TCU Daily Skiff Wednesday, April 7, 2004
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Political groups set for debate
The Young Democrats and the College Republicans are preparing for their first debate.

By John Anderson
Staff Reporter

Two campus political organizations will try to raise awareness for important issues in the presidential election Thursday in their first-ever debate.

Four prominent issues in the presidential election will be discussed by members of Young Democrats and College Republicans including: Free trade vs. fair trade, tax reform, homeland security and gay marriage, said Megan Brown, a Young Democrat member.

Student Government Association President and College Republican member Jay Zeidman said the purpose of the debate is not to sway anyone to a certain side but to spark interest in the election.

“We are going to portray our party’s platform but we will leave it up to the audience to make their own decision,” Zeidman said. “We are just trying to encourage students to vote and listen so they can make an informed decision.”

Members from both groups expressed concern that some students may be too apathetic to vote.

“I think students just don’t care,” said Samantha Cheatham, public relations chairwoman for the College Republicans. “A lot of people think that one vote doesn’t make a difference.”

Zeidman said, “The goal of this is to reduce voter apathy and get people to vote. We are so focused on our school work that it is hard to pick up The New York Times and see what is happening politically. We are so focused on what is happening here that we are not concerned with the global picture.”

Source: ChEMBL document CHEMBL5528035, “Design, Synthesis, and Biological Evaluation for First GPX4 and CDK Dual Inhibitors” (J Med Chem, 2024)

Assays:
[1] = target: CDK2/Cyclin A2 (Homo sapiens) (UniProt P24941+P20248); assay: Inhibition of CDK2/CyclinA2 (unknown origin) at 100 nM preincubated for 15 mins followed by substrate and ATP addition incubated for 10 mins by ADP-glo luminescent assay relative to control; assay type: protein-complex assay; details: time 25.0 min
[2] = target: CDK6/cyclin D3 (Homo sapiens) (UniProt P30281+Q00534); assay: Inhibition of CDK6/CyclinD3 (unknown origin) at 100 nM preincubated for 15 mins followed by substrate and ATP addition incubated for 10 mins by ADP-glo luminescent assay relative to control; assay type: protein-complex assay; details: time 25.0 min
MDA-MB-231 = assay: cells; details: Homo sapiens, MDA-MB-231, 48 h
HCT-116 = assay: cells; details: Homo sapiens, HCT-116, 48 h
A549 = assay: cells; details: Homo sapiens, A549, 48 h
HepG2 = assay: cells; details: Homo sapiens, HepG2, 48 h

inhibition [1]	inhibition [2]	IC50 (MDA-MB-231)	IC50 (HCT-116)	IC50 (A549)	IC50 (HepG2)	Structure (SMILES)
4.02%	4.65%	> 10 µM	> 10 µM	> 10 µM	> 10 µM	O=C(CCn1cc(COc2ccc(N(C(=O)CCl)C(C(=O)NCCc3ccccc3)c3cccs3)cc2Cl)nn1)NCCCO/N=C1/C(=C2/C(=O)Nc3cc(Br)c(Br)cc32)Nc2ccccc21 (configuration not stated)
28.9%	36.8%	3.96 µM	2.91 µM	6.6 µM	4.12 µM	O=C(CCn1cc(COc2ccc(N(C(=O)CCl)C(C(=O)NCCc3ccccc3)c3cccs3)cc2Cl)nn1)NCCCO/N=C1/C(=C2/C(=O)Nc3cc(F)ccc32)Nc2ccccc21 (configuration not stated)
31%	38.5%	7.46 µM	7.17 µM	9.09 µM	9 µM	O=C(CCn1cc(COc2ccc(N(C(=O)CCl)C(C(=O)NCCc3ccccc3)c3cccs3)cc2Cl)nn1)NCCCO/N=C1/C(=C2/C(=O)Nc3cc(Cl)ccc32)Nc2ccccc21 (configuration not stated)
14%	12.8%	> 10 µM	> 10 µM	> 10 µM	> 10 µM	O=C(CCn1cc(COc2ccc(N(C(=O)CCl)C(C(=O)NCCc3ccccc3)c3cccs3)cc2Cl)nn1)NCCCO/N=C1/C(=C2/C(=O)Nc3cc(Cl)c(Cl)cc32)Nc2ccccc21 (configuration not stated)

Both of the student groups have been studying the four key topics for the upcoming debate.

Kenny Thompson, vice president of Young Democrats, said they are preparing themselves to refute any rebuttal the College Republicans could make.

Cheatham said the College Republicans have been doing their own research on the topics.

“We are trying to stage a mock debate within our group to prepare for any question the Young Democrats or audience might have,” she said.

Andrew Hepworth, a sophomore political science major and Young Democrat member, said the debate is important for students want to vote but don’t know who they want to vote for.

“Hopefully we will be able to guide them to a proper decision and answer any questions the student body might have,” he said.

Zeidman said it’s important to reduce apathy on campus and increase domestic and global awareness.

Thompson said that anyone is welcome to attend the discussion and join in on the first debate between these two political groups.

“This is the first debate between the College Republicans and the Young Democrats and we hope there will be more to follow,” said Mike Boone, a College Republican member. “The College Republicans are a new organization; we have only been around about a year and a half, so we have not had the opportunity to do this until now.”
The Young Democrats and the College Republicans have their first debate at noon Thursday in the Student Center Lounge.
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